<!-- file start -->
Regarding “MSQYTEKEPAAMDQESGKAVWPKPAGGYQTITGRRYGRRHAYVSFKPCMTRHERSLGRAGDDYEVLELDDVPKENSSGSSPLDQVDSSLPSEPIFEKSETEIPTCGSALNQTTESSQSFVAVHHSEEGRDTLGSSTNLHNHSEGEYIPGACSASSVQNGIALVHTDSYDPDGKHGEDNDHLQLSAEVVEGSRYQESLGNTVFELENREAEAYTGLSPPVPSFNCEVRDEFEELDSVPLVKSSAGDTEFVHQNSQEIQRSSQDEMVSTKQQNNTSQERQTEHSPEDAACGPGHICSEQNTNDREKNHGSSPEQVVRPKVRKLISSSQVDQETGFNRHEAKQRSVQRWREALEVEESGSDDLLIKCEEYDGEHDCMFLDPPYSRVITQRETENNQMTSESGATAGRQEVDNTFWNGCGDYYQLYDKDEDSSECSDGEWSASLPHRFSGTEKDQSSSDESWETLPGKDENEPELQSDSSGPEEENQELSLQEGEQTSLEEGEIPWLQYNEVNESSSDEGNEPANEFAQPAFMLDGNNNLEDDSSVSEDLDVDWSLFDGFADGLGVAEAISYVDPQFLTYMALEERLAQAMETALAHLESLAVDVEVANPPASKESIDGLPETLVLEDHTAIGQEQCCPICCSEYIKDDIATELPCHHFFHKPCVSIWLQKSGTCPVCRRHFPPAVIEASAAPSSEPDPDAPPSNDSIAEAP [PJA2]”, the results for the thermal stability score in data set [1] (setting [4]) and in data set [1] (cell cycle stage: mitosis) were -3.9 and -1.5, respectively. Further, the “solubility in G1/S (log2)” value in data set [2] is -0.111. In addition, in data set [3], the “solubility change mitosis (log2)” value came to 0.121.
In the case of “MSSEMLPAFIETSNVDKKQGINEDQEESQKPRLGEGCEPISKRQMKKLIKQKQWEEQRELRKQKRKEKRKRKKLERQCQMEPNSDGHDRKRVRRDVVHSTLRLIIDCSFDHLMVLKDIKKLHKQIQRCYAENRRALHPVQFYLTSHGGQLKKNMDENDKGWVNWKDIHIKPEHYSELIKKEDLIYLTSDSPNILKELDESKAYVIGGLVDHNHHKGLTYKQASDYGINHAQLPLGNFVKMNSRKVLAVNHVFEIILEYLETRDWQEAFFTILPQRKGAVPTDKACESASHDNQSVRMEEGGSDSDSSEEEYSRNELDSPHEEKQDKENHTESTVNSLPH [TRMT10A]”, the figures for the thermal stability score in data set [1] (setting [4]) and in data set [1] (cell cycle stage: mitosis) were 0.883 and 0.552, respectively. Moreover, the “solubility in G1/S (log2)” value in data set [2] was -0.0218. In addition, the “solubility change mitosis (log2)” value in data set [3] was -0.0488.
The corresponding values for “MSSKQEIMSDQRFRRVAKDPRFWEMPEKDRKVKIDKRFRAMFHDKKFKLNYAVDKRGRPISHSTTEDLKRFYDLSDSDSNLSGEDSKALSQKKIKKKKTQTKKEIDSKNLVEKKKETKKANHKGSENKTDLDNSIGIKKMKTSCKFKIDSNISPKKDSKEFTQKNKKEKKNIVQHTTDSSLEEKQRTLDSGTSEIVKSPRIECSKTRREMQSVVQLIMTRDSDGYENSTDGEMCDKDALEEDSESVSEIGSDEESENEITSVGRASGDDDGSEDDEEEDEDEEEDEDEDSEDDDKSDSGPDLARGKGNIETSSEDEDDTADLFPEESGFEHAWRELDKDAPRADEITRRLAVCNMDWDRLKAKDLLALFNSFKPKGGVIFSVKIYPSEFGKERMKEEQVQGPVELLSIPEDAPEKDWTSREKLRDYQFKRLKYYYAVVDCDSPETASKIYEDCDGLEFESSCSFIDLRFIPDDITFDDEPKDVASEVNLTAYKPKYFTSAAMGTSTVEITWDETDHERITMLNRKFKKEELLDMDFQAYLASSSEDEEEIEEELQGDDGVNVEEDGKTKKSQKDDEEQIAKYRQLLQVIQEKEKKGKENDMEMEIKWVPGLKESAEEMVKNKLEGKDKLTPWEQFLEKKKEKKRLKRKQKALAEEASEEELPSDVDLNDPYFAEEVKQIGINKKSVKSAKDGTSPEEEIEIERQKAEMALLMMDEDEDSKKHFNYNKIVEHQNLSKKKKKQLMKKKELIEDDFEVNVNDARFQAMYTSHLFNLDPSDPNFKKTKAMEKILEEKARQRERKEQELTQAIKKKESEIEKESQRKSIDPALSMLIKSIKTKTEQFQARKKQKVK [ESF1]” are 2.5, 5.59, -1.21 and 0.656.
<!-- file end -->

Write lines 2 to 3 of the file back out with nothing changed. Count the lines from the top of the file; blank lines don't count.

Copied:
In the case of “MSSEMLPAFIETSNVDKKQGINEDQEESQKPRLGEGCEPISKRQMKKLIKQKQWEEQRELRKQKRKEKRKRKKLERQCQMEPNSDGHDRKRVRRDVVHSTLRLIIDCSFDHLMVLKDIKKLHKQIQRCYAENRRALHPVQFYLTSHGGQLKKNMDENDKGWVNWKDIHIKPEHYSELIKKEDLIYLTSDSPNILKELDESKAYVIGGLVDHNHHKGLTYKQASDYGINHAQLPLGNFVKMNSRKVLAVNHVFEIILEYLETRDWQEAFFTILPQRKGAVPTDKACESASHDNQSVRMEEGGSDSDSSEEEYSRNELDSPHEEKQDKENHTESTVNSLPH [TRMT10A]”, the figures for the thermal stability score in data set [1] (setting [4]) and in data set [1] (cell cycle stage: mitosis) were 0.883 and 0.552, respectively. Moreover, the “solubility in G1/S (log2)” value in data set [2] was -0.0218. In addition, the “solubility change mitosis (log2)” value in data set [3] was -0.0488.
The corresponding values for “MSSKQEIMSDQRFRRVAKDPRFWEMPEKDRKVKIDKRFRAMFHDKKFKLNYAVDKRGRPISHSTTEDLKRFYDLSDSDSNLSGEDSKALSQKKIKKKKTQTKKEIDSKNLVEKKKETKKANHKGSENKTDLDNSIGIKKMKTSCKFKIDSNISPKKDSKEFTQKNKKEKKNIVQHTTDSSLEEKQRTLDSGTSEIVKSPRIECSKTRREMQSVVQLIMTRDSDGYENSTDGEMCDKDALEEDSESVSEIGSDEESENEITSVGRASGDDDGSEDDEEEDEDEEEDEDEDSEDDDKSDSGPDLARGKGNIETSSEDEDDTADLFPEESGFEHAWRELDKDAPRADEITRRLAVCNMDWDRLKAKDLLALFNSFKPKGGVIFSVKIYPSEFGKERMKEEQVQGPVELLSIPEDAPEKDWTSREKLRDYQFKRLKYYYAVVDCDSPETASKIYEDCDGLEFESSCSFIDLRFIPDDITFDDEPKDVASEVNLTAYKPKYFTSAAMGTSTVEITWDETDHERITMLNRKFKKEELLDMDFQAYLASSSEDEEEIEEELQGDDGVNVEEDGKTKKSQKDDEEQIAKYRQLLQVIQEKEKKGKENDMEMEIKWVPGLKESAEEMVKNKLEGKDKLTPWEQFLEKKKEKKRLKRKQKALAEEASEEELPSDVDLNDPYFAEEVKQIGINKKSVKSAKDGTSPEEEIEIERQKAEMALLMMDEDEDSKKHFNYNKIVEHQNLSKKKKKQLMKKKELIEDDFEVNVNDARFQAMYTSHLFNLDPSDPNFKKTKAMEKILEEKARQRERKEQELTQAIKKKESEIEKESQRKSIDPALSMLIKSIKTKTEQFQARKKQKVK [ESF1]” are 2.5, 5.59, -1.21 and 0.656.